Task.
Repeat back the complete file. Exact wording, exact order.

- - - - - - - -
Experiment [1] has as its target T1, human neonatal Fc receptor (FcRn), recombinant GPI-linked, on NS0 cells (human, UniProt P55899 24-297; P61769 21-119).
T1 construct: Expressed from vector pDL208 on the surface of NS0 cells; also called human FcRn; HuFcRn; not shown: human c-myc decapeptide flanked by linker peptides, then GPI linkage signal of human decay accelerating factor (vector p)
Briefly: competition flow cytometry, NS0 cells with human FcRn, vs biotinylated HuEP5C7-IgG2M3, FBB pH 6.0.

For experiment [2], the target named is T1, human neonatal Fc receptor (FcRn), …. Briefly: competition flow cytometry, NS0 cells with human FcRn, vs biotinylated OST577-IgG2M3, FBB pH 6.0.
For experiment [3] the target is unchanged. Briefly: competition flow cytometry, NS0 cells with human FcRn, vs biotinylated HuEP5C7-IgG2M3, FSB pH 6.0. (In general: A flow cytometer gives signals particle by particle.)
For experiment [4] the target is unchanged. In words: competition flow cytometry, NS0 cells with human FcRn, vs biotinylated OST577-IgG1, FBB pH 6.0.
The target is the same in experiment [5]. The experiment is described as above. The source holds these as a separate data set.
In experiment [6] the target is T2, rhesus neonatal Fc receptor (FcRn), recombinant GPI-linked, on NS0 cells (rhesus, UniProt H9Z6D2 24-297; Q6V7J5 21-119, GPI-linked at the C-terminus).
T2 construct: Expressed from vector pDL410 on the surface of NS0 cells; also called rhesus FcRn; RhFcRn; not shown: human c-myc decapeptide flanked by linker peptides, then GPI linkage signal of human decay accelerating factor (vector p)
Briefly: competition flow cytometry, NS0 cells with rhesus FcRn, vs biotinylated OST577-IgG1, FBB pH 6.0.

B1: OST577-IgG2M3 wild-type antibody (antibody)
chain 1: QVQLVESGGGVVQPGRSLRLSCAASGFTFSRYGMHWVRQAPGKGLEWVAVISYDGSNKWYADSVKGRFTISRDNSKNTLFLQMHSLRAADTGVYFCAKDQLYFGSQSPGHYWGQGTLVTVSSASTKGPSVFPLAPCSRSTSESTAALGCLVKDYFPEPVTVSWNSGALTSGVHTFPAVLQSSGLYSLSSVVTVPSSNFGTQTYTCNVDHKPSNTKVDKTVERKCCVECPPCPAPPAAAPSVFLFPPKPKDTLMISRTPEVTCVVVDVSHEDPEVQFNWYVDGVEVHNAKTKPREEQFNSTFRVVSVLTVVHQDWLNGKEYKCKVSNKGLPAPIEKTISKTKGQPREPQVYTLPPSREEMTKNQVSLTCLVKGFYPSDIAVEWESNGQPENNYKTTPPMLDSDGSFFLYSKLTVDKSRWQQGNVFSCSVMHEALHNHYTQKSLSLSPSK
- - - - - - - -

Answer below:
Experiment [1] has as its target T1, human neonatal Fc receptor (FcRn), recombinant GPI-linked, on NS0 cells (human, UniProt P55899 24-297; P61769 21-119).
T1 construct: Expressed from vector pDL208 on the surface of NS0 cells; also called human FcRn; HuFcRn; not shown: human c-myc decapeptide flanked by linker peptides, then GPI linkage signal of human decay accelerating factor (vector p)
Briefly: competition flow cytometry, NS0 cells with human FcRn, vs biotinylated HuEP5C7-IgG2M3, FBB pH 6.0.

For experiment [2], the target named is T1, human neonatal Fc receptor (FcRn), …. Briefly: competition flow cytometry, NS0 cells with human FcRn, vs biotinylated OST577-IgG2M3, FBB pH 6.0.
For experiment [3] the target is unchanged. Briefly: competition flow cytometry, NS0 cells with human FcRn, vs biotinylated HuEP5C7-IgG2M3, FSB pH 6.0. (In general: A flow cytometer gives signals particle by particle.)
For experiment [4] the target is unchanged. In words: competition flow cytometry, NS0 cells with human FcRn, vs biotinylated OST577-IgG1, FBB pH 6.0.
The target is the same in experiment [5]. The experiment is described as above. The source holds these as a separate data set.
In experiment [6] the target is T2, rhesus neonatal Fc receptor (FcRn), recombinant GPI-linked, on NS0 cells (rhesus, UniProt H9Z6D2 24-297; Q6V7J5 21-119, GPI-linked at the C-terminus).
T2 construct: Expressed from vector pDL410 on the surface of NS0 cells; also called rhesus FcRn; RhFcRn; not shown: human c-myc decapeptide flanked by linker peptides, then GPI linkage signal of human decay accelerating factor (vector p)
Briefly: competition flow cytometry, NS0 cells with rhesus FcRn, vs biotinylated OST577-IgG1, FBB pH 6.0.

B1: OST577-IgG2M3 wild-type antibody (antibody)
chain 1: QVQLVESGGGVVQPGRSLRLSCAASGFTFSRYGMHWVRQAPGKGLEWVAVISYDGSNKWYADSVKGRFTISRDNSKNTLFLQMHSLRAADTGVYFCAKDQLYFGSQSPGHYWGQGTLVTVSSASTKGPSVFPLAPCSRSTSESTAALGCLVKDYFPEPVTVSWNSGALTSGVHTFPAVLQSSGLYSLSSVVTVPSSNFGTQTYTCNVDHKPSNTKVDKTVERKCCVECPPCPAPPAAAPSVFLFPPKPKDTLMISRTPEVTCVVVDVSHEDPEVQFNWYVDGVEVHNAKTKPREEQFNSTFRVVSVLTVVHQDWLNGKEYKCKVSNKGLPAPIEKTISKTKGQPREPQVYTLPPSREEMTKNQVSLTCLVKGFYPSDIAVEWESNGQPENNYKTTPPMLDSDGSFFLYSKLTVDKSRWQQGNVFSCSVMHEALHNHYTQKSLSLSPSK